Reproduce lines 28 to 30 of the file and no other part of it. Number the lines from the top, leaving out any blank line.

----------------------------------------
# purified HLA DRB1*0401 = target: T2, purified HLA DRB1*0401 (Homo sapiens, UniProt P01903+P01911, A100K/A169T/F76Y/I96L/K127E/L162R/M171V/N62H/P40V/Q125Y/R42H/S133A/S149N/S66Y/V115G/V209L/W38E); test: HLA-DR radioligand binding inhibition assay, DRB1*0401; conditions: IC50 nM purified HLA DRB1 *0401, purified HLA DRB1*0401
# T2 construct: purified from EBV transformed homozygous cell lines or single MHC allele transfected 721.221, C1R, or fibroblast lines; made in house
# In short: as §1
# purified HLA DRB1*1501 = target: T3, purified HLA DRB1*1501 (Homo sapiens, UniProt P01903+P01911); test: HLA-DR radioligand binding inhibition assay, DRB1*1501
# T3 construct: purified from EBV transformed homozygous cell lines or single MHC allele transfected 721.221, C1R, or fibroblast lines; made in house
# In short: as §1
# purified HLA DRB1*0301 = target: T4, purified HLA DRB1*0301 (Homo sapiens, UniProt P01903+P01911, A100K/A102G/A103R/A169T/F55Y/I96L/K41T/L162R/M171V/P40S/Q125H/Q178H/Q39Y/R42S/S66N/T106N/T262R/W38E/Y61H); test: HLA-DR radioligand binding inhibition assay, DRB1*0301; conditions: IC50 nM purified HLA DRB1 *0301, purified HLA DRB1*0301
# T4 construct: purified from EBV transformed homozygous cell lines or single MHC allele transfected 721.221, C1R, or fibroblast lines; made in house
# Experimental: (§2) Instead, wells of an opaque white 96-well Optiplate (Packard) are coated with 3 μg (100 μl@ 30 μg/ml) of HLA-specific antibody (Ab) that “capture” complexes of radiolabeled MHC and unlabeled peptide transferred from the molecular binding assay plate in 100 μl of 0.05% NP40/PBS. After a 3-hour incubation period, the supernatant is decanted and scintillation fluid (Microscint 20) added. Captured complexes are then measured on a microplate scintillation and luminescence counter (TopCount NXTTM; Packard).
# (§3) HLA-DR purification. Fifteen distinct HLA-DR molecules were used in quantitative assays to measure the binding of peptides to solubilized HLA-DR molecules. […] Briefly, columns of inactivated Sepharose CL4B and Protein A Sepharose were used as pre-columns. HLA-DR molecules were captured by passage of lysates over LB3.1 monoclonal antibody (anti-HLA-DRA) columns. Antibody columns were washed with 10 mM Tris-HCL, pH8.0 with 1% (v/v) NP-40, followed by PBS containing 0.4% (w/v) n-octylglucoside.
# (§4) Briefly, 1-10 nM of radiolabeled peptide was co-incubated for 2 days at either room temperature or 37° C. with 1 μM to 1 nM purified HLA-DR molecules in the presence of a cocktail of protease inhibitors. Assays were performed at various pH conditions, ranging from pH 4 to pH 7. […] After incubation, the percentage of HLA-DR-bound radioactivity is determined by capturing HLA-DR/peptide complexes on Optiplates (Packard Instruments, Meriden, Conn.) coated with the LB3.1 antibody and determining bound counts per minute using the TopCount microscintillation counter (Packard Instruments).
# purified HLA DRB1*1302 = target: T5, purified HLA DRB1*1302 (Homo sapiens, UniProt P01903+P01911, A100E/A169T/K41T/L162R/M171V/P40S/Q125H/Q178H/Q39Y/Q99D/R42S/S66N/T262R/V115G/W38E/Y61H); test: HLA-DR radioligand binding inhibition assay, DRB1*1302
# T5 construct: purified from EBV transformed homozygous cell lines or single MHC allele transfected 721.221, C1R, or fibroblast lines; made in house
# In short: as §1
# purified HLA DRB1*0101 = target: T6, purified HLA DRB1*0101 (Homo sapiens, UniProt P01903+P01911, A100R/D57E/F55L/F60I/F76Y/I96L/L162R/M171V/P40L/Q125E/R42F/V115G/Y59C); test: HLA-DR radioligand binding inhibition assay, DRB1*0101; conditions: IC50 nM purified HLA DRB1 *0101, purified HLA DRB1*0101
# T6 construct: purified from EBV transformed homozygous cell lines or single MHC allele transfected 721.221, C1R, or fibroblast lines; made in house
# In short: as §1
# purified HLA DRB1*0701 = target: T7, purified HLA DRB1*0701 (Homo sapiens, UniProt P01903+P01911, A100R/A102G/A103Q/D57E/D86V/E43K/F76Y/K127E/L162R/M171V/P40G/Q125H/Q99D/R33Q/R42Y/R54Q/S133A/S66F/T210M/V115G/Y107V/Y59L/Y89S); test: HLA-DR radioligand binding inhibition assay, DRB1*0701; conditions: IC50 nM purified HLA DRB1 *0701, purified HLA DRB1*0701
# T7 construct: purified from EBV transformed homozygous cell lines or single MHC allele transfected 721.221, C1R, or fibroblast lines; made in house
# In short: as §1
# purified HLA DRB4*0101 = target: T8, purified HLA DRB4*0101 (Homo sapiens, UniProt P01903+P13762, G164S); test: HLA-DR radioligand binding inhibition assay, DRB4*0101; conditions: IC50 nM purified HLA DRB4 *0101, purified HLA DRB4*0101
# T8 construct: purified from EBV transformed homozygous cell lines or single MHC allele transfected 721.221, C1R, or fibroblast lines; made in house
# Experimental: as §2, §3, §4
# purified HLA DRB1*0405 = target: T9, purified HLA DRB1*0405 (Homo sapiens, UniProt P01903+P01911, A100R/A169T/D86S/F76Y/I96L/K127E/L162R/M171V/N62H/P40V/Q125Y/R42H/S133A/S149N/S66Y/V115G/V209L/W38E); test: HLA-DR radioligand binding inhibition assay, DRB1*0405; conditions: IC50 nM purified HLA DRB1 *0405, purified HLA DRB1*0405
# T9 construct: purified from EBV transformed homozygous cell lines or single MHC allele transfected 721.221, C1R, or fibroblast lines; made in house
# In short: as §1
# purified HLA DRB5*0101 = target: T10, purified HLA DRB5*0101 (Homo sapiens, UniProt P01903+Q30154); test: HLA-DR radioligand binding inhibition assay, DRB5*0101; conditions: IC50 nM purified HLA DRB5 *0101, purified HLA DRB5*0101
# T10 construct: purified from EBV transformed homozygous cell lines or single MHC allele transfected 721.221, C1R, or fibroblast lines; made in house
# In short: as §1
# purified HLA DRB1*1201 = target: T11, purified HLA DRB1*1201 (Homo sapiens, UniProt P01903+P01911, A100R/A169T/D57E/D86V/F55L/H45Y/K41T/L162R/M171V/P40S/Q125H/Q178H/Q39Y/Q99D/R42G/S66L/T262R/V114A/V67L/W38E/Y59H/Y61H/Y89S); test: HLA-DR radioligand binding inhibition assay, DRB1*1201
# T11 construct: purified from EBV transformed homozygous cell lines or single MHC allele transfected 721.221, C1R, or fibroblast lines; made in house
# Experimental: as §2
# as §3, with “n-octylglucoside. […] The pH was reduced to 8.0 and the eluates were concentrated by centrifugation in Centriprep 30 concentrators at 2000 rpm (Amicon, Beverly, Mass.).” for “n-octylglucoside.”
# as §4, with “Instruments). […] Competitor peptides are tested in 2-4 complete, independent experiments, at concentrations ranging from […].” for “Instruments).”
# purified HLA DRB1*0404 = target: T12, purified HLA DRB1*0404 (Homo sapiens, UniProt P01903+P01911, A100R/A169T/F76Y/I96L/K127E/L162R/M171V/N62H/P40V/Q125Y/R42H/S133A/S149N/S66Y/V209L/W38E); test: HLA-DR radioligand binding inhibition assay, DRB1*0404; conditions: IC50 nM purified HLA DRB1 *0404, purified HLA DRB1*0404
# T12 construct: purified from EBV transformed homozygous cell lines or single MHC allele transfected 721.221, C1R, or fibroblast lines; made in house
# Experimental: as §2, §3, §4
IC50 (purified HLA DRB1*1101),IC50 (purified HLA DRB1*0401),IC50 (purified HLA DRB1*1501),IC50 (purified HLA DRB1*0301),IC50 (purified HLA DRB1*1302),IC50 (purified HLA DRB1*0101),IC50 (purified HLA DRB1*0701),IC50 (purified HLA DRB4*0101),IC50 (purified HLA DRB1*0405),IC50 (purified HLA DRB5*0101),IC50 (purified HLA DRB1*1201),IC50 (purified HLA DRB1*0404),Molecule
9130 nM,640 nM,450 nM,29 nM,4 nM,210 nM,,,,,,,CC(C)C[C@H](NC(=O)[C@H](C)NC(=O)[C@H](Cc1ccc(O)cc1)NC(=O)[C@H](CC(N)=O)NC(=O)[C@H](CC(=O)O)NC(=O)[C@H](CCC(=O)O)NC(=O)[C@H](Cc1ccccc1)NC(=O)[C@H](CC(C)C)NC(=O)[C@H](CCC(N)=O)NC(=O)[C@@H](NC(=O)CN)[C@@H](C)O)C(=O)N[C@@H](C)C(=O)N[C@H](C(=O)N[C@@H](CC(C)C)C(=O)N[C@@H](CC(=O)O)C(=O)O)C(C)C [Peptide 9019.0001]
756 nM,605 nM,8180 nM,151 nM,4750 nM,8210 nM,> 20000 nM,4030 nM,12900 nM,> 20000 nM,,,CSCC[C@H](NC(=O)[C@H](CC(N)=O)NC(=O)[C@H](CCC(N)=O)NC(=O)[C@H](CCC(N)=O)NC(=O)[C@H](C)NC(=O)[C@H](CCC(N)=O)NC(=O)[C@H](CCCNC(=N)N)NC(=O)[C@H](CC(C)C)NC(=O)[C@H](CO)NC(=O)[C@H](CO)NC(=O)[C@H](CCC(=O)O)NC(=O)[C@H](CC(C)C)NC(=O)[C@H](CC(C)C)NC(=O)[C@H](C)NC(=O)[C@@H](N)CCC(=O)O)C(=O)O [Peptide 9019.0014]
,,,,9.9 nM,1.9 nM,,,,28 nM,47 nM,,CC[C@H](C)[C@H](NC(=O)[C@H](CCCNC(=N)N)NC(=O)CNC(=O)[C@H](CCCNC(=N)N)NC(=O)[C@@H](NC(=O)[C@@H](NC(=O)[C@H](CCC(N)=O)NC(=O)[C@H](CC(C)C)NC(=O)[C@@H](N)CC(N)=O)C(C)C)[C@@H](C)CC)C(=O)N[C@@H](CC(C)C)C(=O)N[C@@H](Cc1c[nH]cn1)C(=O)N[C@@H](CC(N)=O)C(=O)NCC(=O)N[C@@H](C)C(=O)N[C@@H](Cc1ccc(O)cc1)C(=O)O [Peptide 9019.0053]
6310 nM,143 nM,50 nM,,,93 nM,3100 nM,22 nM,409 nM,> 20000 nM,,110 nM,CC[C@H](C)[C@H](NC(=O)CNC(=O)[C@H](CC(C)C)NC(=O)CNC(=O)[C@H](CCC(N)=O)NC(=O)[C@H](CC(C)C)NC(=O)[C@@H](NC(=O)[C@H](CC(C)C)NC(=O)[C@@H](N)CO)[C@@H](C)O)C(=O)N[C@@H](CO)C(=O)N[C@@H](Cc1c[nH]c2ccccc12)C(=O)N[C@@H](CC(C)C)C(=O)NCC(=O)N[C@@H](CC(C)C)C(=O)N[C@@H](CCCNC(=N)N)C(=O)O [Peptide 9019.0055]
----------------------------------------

# T10 construct: purified from EBV transformed homozygous cell lines or single MHC allele transfected 721.221, C1R, or fibroblast lines; made in house
# In short: as §1
# purified HLA DRB1*1201 = target: T11, purified HLA DRB1*1201 (Homo sapiens, UniProt P01903+P01911, A100R/A169T/D57E/D86V/F55L/H45Y/K41T/L162R/M171V/P40S/Q125H/Q178H/Q39Y/Q99D/R42G/S66L/T262R/V114A/V67L/W38E/Y59H/Y61H/Y89S); test: HLA-DR radioligand binding inhibition assay, DRB1*1201